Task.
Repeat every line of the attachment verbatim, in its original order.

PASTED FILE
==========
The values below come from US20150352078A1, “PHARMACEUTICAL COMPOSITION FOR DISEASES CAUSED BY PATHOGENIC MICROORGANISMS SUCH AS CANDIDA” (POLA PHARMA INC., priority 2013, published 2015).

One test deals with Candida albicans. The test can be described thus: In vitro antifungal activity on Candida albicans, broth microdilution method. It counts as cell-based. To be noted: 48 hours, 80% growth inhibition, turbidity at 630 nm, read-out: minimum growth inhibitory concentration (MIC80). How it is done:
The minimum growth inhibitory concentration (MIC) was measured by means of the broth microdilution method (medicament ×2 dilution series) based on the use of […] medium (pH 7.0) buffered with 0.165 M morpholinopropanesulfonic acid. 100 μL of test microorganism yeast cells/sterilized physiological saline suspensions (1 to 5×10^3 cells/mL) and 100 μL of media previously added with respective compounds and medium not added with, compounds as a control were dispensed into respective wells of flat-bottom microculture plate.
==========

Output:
The values below come from US20150352078A1, “PHARMACEUTICAL COMPOSITION FOR DISEASES CAUSED BY PATHOGENIC MICROORGANISMS SUCH AS CANDIDA” (POLA PHARMA INC., priority 2013, published 2015).

One test deals with Candida albicans. The test can be described thus: In vitro antifungal activity on Candida albicans, broth microdilution method. It counts as cell-based. To be noted: 48 hours, 80% growth inhibition, turbidity at 630 nm, read-out: minimum growth inhibitory concentration (MIC80). How it is done:
The minimum growth inhibitory concentration (MIC) was measured by means of the broth microdilution method (medicament ×2 dilution series) based on the use of […] medium (pH 7.0) buffered with 0.165 M morpholinopropanesulfonic acid. 100 μL of test microorganism yeast cells/sterilized physiological saline suspensions (1 to 5×10^3 cells/mL) and 100 μL of media previously added with respective compounds and medium not added with, compounds as a control were dispensed into respective wells of flat-bottom microculture plate.